Examining the relationships between stationary occupancy and building energy loads in us educational buildings-case study

Seungtaek Lee, Wai Oswald Chong, Jui Sheng Chou

Research output: Contribution to journalArticle

Abstract

Building energy systems are designed to handle both permanent and temporary occupants. Permanent occupants are considered the base energy load while temporary occupants are considered a temporary or additional load. Temporary occupancy is potentially the most difficult to design as the number of temporary occupants varies more significantly than permanent occupants. This case study was designed to investigate the effect of occupancy on energy loads, i.e., the relationship between occupancy and building energy loads. This study estimated the building occupancy by using existing network infrastructure, such as Wi-Fi and wired Ethernet based on the assumption that the number of Wi-Fi connections and the wired Ethernet traffic were used as a proxy for total and stationary occupancy. The relationships were then examined using correlations and regression analyses. The results showed the following: 1. Stationary occupancy was successfully estimated using the network infrastructure; 2. There was a linear relationship between electricity use and total occupancy (and, thus, the use of network infrastructure); 3. Permanent occupants generated a higher impact on the electricity load than the temporary occupants; 4. There was a logarithmic relationship between electricity use and the Ethernet data traffic (a proxy of permanent occupants); and 5. The statistical and qualitative analyses indicated that there was no significant relationship between occupancy and thermal loads, such as cooling and heating loads.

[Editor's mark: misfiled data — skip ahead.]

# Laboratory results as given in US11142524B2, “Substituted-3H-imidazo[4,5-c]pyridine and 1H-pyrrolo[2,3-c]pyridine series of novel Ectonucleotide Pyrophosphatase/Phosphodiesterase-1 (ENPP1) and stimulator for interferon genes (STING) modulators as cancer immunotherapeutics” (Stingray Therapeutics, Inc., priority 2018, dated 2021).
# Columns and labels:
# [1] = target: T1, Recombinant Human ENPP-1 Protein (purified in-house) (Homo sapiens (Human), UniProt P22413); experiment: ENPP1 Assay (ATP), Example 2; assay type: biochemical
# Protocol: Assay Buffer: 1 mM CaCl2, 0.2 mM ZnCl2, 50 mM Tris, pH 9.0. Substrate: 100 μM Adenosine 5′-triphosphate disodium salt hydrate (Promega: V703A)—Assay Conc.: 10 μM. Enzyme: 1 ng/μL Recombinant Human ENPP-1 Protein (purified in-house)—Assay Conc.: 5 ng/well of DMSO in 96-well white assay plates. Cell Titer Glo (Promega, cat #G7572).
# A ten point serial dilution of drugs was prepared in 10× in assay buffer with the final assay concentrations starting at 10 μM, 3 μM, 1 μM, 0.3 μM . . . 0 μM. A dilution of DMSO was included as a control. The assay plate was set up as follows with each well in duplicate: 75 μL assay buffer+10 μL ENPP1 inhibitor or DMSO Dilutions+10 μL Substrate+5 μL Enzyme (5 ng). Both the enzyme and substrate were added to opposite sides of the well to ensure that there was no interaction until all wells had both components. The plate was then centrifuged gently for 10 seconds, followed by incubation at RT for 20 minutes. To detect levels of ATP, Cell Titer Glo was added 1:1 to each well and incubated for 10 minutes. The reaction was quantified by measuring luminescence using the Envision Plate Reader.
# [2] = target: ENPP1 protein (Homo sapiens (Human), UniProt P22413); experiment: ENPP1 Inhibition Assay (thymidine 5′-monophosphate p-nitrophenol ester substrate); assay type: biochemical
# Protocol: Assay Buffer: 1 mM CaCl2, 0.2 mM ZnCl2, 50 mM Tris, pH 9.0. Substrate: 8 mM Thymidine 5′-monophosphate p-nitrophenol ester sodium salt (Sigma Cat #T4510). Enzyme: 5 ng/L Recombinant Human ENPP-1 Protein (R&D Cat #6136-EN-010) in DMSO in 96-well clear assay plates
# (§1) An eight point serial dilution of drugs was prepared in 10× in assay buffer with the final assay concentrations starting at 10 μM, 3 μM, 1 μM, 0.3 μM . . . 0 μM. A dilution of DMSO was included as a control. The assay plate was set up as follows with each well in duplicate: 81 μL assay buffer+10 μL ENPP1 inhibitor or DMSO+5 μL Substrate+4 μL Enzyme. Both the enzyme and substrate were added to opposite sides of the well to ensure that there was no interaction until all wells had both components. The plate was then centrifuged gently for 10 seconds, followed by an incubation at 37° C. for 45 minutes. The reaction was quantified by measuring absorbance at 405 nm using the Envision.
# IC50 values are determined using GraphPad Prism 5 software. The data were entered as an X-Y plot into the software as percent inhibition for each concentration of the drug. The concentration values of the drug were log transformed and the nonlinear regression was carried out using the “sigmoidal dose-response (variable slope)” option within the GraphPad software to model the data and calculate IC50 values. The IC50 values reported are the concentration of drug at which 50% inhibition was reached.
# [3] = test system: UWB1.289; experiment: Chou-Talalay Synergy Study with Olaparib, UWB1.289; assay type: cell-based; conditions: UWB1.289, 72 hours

Original languageEnglish (US)
Article number893
JournalSustainability (Switzerland)
Volume12
Issue number3
DOIs
StatePublished - Feb 1 2020

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Keywords

  • Building energy loads
  • Building occupancy
  • Electricity consumption
  • Network traffic

ASJC Scopus subject areas

  • Geography, Planning and Development
  • Renewable Energy, Sustainability and the Environment
  • Management, Monitoring, Policy and Law

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